The clouds begin to part and the sun shines down through the leaves, creating a brilliant green ambiance in the woods. The humidity is unrelenting and I begin to sweat as we veer off the Orange Trail at , walking over ferns and moss-covered rocks.
Nathan holds up his phone, a digital compass swaying and recalibrating on the screen as we move. "It's this way," he says, and he begins to move gingerly, leaning on his walking stick to take pressure off his injured foot.
I take the phone from him and switch to map mode, our little band of explorers a mere blue arrow pulsing across the screen. Josiah has run up ahead to see where the trail leads and if there is a more direct way to get to our destination, but as I look at the map I see that we are almost there.
Finally, as the blue arrow is overlapping the target symbol, and the distance we have to travel has shrunk to only a few meters, we take into account the hint we were given and find the cache.
"Here it is, guys!" I say, holding up a green bottle filled with various knick-knacks: a pen, a toy lizard, some stickers. Wiping sweat from my brow, I take out the pen and sign the log book. Then we place it back carefully, and look for our next cache site.
Geocaching is a fun and thrilling modern day treasure hunt that encourages outdoor exploration and environmental responsibility. According to the official geocaching site, there are more than five million geocachers and 1,427,132 active geocaches worldwide.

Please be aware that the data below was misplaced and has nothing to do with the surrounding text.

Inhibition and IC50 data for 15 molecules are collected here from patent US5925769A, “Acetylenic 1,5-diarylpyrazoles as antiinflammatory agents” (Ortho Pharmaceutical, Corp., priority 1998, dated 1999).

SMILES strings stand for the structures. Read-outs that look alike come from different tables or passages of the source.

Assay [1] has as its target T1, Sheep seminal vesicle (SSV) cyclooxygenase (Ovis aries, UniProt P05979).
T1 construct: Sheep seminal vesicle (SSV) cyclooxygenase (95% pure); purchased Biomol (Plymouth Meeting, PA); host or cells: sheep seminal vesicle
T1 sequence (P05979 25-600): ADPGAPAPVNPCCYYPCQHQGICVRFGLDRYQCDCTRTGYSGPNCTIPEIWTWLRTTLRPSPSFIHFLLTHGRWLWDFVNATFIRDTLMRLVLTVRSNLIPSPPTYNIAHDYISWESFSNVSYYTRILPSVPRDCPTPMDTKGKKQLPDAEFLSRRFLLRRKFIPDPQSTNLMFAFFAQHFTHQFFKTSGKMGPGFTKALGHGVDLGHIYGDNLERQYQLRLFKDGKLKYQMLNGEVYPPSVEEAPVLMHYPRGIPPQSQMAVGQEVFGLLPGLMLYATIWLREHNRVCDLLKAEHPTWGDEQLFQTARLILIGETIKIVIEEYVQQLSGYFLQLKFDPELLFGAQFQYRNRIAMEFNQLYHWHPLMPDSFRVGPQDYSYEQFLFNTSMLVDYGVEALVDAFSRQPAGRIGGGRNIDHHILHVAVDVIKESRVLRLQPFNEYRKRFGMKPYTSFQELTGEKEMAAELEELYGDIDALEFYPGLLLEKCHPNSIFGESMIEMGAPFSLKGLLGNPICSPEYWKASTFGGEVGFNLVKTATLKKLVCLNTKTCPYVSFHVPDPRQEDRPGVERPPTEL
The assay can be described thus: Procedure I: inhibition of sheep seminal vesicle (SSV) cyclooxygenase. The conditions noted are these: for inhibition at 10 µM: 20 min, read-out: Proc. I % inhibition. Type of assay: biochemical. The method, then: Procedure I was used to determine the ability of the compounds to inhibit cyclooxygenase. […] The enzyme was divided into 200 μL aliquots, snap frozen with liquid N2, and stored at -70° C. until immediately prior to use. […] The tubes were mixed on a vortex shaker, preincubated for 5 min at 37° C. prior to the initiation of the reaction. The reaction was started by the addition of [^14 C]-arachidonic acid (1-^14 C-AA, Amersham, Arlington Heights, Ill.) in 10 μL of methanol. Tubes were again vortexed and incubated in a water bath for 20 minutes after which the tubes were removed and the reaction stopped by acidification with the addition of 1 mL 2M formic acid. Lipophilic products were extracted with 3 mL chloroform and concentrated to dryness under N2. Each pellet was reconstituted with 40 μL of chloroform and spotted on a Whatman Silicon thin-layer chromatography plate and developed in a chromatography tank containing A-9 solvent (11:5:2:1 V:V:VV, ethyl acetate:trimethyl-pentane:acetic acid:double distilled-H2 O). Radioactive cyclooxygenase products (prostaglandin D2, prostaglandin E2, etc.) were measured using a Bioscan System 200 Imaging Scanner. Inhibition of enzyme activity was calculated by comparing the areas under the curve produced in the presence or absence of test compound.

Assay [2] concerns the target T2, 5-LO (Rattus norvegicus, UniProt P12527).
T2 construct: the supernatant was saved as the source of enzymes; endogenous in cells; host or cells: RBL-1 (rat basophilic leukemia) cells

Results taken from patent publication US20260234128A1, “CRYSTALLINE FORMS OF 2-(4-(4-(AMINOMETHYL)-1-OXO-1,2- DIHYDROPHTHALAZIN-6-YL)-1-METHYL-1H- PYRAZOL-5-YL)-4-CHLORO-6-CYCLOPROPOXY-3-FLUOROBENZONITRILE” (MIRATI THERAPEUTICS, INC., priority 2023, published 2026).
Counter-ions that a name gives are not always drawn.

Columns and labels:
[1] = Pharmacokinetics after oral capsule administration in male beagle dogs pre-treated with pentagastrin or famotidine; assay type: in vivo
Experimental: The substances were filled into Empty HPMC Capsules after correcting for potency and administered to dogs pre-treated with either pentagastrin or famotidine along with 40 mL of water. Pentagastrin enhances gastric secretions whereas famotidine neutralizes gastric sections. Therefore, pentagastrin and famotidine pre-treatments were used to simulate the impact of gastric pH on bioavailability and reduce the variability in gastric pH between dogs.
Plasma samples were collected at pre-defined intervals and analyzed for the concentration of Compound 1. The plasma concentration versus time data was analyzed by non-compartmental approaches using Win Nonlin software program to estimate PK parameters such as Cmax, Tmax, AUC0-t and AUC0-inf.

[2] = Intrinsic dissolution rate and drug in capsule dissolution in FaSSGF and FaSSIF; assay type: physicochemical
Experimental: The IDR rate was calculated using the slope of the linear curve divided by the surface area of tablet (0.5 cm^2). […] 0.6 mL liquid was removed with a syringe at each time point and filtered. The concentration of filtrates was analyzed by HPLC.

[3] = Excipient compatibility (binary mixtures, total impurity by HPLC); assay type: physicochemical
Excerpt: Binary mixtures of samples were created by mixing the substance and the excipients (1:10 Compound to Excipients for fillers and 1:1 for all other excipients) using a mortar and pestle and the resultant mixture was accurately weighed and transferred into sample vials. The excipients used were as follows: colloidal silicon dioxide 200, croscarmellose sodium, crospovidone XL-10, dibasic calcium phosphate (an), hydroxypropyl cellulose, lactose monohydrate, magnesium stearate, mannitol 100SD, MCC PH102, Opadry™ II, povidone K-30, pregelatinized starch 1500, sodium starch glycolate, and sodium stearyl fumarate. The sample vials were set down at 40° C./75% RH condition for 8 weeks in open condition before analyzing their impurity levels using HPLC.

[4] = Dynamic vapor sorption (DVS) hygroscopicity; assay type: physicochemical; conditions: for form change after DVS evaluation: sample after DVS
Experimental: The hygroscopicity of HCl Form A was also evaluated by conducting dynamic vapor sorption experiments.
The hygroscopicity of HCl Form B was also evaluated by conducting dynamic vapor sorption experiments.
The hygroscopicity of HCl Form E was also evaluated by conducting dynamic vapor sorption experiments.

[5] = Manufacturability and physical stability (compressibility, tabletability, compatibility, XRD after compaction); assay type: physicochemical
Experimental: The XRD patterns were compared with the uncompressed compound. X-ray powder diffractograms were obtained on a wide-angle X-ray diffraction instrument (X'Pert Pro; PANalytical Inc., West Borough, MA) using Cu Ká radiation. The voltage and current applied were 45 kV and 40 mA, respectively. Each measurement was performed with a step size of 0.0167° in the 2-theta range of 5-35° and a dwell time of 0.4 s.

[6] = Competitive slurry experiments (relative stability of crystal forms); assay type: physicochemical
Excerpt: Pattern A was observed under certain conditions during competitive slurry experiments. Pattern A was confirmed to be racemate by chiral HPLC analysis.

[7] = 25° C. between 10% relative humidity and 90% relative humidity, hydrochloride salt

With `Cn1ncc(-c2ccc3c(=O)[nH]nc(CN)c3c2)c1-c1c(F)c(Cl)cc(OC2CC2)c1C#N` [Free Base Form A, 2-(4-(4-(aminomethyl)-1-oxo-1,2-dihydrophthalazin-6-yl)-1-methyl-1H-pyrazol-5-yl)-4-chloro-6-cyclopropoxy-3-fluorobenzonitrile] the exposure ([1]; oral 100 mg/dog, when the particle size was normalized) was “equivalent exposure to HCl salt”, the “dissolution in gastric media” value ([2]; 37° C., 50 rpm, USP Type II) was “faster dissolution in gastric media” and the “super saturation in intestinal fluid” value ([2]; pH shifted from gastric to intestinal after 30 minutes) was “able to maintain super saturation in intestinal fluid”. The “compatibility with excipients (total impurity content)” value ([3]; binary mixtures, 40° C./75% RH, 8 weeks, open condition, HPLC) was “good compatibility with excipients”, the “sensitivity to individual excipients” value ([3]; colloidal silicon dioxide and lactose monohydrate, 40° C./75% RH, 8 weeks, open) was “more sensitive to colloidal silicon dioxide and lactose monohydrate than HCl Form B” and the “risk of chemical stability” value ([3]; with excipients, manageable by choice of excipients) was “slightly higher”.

My first experience with geocaching was last year, and I was surprised at how many geocaches were just in Bel Air. Their locations were also amazing. Many of the cache sites we discovered were in locations and areas I often frequented, but I had no idea there were hidden containers and clues right under my nose.
Rock State Park, and other Maryland State parks for that matter, are wonderful locations to enjoy nature and learn a bit about its history at the same time. Many cache sites often share the history or significance of the location to which one has traveled.
At the Rocks, we swam in Deer Creek and scrabbled up the rocks to reach the King and Queen Seat, a 190-foot outcrop with a beautiful view. From one cache description, we learned that the location was a ceremonial meeting place for the Susquehannock Nation of Native Americans.
Perhaps most amazing is the wide variety of cache types. They can be as small as 'micro' caches, or large natural formations called EarthCahes. They also have Multi-Caches, Puzzle Caches and Event Caches, among others.
Cache In Trash Out (CITO) is another type of activity in which geocachers participate in "litter clean-up, removal of invasive species, revegetation efforts or trail-building" while out searching for caches.
After my day at the Rocks, I decided to hide my own cache. I began by selecting a location that was important to me, and then contacted the land manager for permission. I was also careful to place it some distance away from "muggle" activity (muggles are people who do not geocache).
To top off an exciting weekend of geocaching, I drove to R.E.I. in Timonium and picked up a TravelBug, a trackable that can be attached to an item and travel around the globe. Those who come across it can carry it to its next site, and share their adventures on its web page. Maybe someday I'll even stumble across it in some excotic locale on the other side of the world.